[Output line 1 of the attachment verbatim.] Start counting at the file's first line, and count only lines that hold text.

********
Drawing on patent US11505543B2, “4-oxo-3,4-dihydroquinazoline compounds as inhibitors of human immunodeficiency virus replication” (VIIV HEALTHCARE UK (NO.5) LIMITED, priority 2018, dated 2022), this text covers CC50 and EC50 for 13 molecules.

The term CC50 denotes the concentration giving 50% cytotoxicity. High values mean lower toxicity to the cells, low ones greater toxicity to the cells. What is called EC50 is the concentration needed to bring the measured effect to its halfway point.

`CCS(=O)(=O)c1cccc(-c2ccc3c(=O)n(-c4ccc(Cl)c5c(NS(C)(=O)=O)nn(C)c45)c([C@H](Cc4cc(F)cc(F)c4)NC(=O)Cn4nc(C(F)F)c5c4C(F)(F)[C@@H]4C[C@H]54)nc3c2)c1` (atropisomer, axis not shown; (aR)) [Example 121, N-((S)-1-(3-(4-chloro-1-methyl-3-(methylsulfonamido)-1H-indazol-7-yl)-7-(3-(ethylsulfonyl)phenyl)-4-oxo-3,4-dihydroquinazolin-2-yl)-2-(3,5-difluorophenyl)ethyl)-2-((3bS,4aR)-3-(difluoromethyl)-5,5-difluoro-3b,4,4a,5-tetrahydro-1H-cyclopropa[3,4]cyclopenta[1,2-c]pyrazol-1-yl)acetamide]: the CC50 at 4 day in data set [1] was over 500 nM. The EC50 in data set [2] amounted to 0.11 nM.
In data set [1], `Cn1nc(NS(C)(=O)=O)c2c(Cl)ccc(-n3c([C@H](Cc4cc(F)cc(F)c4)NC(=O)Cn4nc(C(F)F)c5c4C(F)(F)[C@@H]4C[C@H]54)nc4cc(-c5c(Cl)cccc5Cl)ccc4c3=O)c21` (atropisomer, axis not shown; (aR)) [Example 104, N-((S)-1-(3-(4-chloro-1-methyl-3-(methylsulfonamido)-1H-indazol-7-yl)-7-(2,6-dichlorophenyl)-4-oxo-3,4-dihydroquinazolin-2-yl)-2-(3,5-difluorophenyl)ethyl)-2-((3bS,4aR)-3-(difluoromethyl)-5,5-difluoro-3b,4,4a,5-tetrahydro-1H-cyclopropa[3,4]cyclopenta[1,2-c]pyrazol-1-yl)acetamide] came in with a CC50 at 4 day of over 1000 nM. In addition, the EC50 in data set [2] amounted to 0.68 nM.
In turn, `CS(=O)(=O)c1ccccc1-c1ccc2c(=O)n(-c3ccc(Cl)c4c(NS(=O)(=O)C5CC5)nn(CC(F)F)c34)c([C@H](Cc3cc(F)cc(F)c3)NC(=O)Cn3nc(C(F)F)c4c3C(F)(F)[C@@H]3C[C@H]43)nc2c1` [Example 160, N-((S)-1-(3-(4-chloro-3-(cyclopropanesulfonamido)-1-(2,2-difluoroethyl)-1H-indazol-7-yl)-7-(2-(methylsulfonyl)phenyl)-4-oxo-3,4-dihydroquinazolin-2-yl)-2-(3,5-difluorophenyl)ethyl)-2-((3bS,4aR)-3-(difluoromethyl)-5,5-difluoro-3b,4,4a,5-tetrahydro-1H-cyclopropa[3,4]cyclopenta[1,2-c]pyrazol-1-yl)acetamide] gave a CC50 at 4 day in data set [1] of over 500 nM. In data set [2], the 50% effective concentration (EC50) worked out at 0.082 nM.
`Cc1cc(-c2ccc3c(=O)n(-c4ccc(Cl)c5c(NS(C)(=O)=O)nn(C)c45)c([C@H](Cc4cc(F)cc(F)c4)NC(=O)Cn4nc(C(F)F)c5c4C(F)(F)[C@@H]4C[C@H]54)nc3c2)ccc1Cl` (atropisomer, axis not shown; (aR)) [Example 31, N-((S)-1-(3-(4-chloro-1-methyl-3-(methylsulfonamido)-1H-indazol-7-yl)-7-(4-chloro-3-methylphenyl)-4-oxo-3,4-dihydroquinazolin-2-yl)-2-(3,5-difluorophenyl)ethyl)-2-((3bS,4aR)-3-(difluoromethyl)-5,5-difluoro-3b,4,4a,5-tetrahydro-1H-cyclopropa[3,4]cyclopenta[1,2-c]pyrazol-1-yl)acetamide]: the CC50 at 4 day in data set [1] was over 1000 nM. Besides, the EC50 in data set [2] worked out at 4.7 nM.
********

Drawing on patent US11505543B2, “4-oxo-3,4-dihydroquinazoline compounds as inhibitors of human immunodeficiency virus replication” (VIIV HEALTHCARE UK (NO.5) LIMITED, priority 2018, dated 2022), this text covers CC50 and EC50 for 13 molecules.